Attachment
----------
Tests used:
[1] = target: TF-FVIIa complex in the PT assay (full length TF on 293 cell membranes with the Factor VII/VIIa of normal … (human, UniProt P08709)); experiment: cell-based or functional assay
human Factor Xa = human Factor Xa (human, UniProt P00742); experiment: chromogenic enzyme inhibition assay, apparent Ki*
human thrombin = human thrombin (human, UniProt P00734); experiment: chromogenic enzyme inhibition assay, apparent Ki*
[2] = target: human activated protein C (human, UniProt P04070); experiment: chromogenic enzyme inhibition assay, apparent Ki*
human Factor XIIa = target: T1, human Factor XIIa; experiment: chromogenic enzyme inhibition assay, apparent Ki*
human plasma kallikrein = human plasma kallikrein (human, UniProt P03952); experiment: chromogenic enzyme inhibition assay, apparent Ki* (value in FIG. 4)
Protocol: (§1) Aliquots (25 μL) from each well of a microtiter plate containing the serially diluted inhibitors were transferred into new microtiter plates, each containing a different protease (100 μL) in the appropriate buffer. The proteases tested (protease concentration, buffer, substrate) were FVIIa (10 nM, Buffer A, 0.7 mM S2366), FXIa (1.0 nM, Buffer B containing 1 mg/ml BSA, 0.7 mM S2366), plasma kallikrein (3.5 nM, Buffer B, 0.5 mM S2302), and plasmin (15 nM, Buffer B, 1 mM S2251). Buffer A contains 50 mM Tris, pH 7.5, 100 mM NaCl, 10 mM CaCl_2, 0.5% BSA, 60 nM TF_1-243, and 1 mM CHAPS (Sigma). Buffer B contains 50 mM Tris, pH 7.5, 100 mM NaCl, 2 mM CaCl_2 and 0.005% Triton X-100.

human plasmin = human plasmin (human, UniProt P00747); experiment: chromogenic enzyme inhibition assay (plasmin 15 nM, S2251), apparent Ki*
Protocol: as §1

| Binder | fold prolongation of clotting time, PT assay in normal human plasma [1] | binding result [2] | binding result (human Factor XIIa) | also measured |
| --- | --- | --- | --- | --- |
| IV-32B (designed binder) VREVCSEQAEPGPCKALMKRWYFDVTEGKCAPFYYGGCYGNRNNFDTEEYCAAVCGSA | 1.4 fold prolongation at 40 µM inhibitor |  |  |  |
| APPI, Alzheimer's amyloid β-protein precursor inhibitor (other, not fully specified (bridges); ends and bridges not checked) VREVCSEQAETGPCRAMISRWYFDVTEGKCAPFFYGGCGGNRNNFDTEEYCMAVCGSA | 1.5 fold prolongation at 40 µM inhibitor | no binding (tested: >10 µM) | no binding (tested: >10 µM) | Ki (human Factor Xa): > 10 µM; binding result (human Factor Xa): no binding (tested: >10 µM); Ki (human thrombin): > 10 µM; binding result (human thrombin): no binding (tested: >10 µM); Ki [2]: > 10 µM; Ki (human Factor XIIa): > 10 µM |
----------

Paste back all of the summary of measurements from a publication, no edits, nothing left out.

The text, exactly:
Tests used:
[1] = target: TF-FVIIa complex in the PT assay (full length TF on 293 cell membranes with the Factor VII/VIIa of normal … (human, UniProt P08709)); experiment: cell-based or functional assay
human Factor Xa = human Factor Xa (human, UniProt P00742); experiment: chromogenic enzyme inhibition assay, apparent Ki*
human thrombin = human thrombin (human, UniProt P00734); experiment: chromogenic enzyme inhibition assay, apparent Ki*
[2] = target: human activated protein C (human, UniProt P04070); experiment: chromogenic enzyme inhibition assay, apparent Ki*
human Factor XIIa = target: T1, human Factor XIIa; experiment: chromogenic enzyme inhibition assay, apparent Ki*
human plasma kallikrein = human plasma kallikrein (human, UniProt P03952); experiment: chromogenic enzyme inhibition assay, apparent Ki* (value in FIG. 4)
Protocol: (§1) Aliquots (25 μL) from each well of a microtiter plate containing the serially diluted inhibitors were transferred into new microtiter plates, each containing a different protease (100 μL) in the appropriate buffer. The proteases tested (protease concentration, buffer, substrate) were FVIIa (10 nM, Buffer A, 0.7 mM S2366), FXIa (1.0 nM, Buffer B containing 1 mg/ml BSA, 0.7 mM S2366), plasma kallikrein (3.5 nM, Buffer B, 0.5 mM S2302), and plasmin (15 nM, Buffer B, 1 mM S2251). Buffer A contains 50 mM Tris, pH 7.5, 100 mM NaCl, 10 mM CaCl_2, 0.5% BSA, 60 nM TF_1-243, and 1 mM CHAPS (Sigma). Buffer B contains 50 mM Tris, pH 7.5, 100 mM NaCl, 2 mM CaCl_2 and 0.005% Triton X-100.

human plasmin = human plasmin (human, UniProt P00747); experiment: chromogenic enzyme inhibition assay (plasmin 15 nM, S2251), apparent Ki*
Protocol: as §1

| Binder | fold prolongation of clotting time, PT assay in normal human plasma [1] | binding result [2] | binding result (human Factor XIIa) | also measured |
| --- | --- | --- | --- | --- |
| IV-32B (designed binder) VREVCSEQAEPGPCKALMKRWYFDVTEGKCAPFYYGGCYGNRNNFDTEEYCAAVCGSA | 1.4 fold prolongation at 40 µM inhibitor |  |  |  |
| APPI, Alzheimer's amyloid β-protein precursor inhibitor (other, not fully specified (bridges); ends and bridges not checked) VREVCSEQAETGPCRAMISRWYFDVTEGKCAPFFYGGCGGNRNNFDTEEYCMAVCGSA | 1.5 fold prolongation at 40 µM inhibitor | no binding (tested: >10 µM) | no binding (tested: >10 µM) | Ki (human Factor Xa): > 10 µM; binding result (human Factor Xa): no binding (tested: >10 µM); Ki (human thrombin): > 10 µM; binding result (human thrombin): no binding (tested: >10 µM); Ki [2]: > 10 µM; Ki (human Factor XIIa): > 10 µM |